Yesterday I was invited by Creative Social to join their Amsterdam event and sit in on a presentation by Rafael Rozendaal. Very cool stuff.
Creative Social was founded in 2004, by Daniele Fiandaca and Mark Chalmers, as a collective of the world’s most pioneering interactive creative directors & business owners, a collective who recognized that collaborating in this digital landscape is the way that we’ll advance the industry and enjoy the life work imbalance even more. The aim from the outset has been to inspire, promote and educate the industry. Twice a year they meet up face to face, just 35 individuals each time, making it all the cooler that I was there.
The presentation I saw was by digital artist Rafael Rozendaal. An all round very inspiring guy. His fascination with online, and using it as an art platform has led to some amazing work. When Rafael has an idea, he executes it and buys a URL where this idea is hosted. This allows you to actually buy his work, making his digital art an exchangeable good, just like old school art is. Be sure to check out his work here.
Unfortunately I couldn’t be there today, but who knows, maybe this humble blogger will be there next time when it is hosted in some sunny city on the other side of the world…
I’d say keep your eyes on this collective and follow what they are up to (via their blog). Trust me, it is a very interesting group of people. And check out the book they published not that long ago on the history, present and future of digital advertising.
I guess we should call this the best of both worlds. Moleskine, the guys who made notebooks cool are now moving into the digital realms. They have designed a cover for both the iPad and iPhone. The covers hold your digital best friend as well as a traditional blank notebook. Moleskine themselves call it analog-digital ultra-portable workstations for the contemporary nomads. And I like them. The only question that still remains Moleskine: Where do I put my pen?!
As I wrote last year, Polaroid is making a comeback. The great instant camera which I becoming a larger cult item with every digital camera sold will soon be available again. The Pic-1000 will be available in two version: A plastic metal look alike, and my favorite, the wooden edition pictured above.
The folks at Obscura Digital have taken their interactive projection knowledge to Vegas, and have created a new, next level pool table; The Cuelight Pooltable.The setup uses a projection system and a few sensors to track the balls and display effects on any pool table you supply.
Nice… Also be sure to check out their other work, which is pretty impressive here!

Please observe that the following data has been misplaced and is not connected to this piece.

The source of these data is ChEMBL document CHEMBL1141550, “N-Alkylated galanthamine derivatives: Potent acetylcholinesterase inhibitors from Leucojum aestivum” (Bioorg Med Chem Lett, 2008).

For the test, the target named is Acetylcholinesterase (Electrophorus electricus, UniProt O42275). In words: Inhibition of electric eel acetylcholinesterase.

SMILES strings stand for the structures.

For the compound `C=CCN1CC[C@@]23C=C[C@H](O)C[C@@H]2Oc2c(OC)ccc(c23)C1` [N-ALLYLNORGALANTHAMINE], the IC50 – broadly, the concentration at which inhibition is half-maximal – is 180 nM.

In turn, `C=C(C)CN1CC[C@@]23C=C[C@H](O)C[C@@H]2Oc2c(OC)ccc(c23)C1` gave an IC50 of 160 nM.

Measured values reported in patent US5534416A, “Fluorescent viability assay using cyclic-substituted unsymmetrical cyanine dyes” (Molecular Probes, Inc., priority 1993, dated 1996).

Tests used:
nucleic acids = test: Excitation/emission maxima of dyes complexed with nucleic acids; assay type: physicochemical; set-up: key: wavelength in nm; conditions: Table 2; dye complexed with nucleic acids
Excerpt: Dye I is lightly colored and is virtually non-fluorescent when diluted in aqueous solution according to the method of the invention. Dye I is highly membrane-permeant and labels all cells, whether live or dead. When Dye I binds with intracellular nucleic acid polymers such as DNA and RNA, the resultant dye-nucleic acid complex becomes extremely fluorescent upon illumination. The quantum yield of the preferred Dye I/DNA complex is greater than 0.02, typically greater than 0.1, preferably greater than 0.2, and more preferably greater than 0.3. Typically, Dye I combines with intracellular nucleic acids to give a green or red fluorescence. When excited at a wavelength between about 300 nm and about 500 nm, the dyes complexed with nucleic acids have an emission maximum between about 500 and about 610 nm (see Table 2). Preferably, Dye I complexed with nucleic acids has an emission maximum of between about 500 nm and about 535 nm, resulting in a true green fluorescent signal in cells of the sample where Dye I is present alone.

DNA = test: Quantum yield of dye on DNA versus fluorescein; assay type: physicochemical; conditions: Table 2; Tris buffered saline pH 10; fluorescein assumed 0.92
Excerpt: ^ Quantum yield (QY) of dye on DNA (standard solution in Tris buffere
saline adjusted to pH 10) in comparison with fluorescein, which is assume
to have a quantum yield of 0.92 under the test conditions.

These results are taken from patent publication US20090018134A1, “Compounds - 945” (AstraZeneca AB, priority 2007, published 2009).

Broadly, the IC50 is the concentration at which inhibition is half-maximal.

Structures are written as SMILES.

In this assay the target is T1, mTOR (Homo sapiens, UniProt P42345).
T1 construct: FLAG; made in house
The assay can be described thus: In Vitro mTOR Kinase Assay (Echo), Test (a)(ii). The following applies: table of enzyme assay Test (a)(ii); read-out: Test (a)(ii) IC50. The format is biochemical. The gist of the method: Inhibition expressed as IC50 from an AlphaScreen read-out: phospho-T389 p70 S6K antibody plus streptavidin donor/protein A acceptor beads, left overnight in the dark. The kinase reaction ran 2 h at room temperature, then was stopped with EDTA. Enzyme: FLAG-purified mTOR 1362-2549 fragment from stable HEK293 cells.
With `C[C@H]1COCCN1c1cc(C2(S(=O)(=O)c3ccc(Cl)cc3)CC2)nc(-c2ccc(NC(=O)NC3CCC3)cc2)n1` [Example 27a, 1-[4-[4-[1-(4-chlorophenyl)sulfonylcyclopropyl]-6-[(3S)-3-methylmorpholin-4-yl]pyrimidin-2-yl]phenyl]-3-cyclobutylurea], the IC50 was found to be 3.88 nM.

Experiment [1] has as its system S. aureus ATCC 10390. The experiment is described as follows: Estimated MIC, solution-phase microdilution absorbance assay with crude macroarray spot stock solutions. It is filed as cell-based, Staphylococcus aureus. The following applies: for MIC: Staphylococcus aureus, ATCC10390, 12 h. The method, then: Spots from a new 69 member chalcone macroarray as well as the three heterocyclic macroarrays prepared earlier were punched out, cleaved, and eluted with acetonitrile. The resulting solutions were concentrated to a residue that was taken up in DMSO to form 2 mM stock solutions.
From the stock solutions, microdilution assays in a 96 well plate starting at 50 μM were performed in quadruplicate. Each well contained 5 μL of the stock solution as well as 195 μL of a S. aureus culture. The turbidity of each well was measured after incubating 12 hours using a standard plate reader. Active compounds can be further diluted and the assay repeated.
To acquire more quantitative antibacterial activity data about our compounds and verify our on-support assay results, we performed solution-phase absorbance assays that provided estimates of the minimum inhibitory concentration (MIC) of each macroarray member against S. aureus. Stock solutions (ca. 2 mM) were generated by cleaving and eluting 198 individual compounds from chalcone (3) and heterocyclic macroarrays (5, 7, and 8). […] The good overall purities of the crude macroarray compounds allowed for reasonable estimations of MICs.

I think it was over a year ago when Polaroid announced it would stop producing their instant development film. It immedatly popped into my mind that this was an opportunity to see Chris Andersons’ Long Tail in action.
Although the lion’s share of the market has been replaced by cheap digital camera’s, this is a classic product for communities. Based on nothing more than my gut feeling, I’ll bet you that there is are many communities of Polaroid lovers out there (besides the guys selling roses in the streets of course), willing to spend money on their beloved film.There is just something magic about waving those little pictures around and see them instantly develop.
The digital revolution has swept a way the mass market appeal of the Polaroid, mainly because it is far more expensive. Nevertheless, in its slipstream it has created room for the Polaroid as a niche product, focused on zealous users. If the people at Polaroid had been smart about it, they would still be making money on the films. It just requires a new perspective. Although the market may be smaller, it is definitly interesting enough to continue production in a smaller (i.e. more efficient) way.
That’s exactly what Florian Kaps must have thought when he heard the news. Together with former Polaroid employees he is currently trying to revive an old factory in Enschede, The Netherlands. They have managed to get hold of the factories old film production machines so the are on their way to success. However, the complex chemicals needed for the films Polaroid camera’s use are hard to obtain as the production facilities for these chemicals have also been shut down. However, I am sure Mr. Kaps and his friends will succeed, solely based on their love for the product.
I am sure they will be able to find their niche in the market if they succeed in finding and marketing to the existing communities of Polaroid lovers out there, and if Mr. Kaps needs help marketing the products: Get in touch, I volunteer!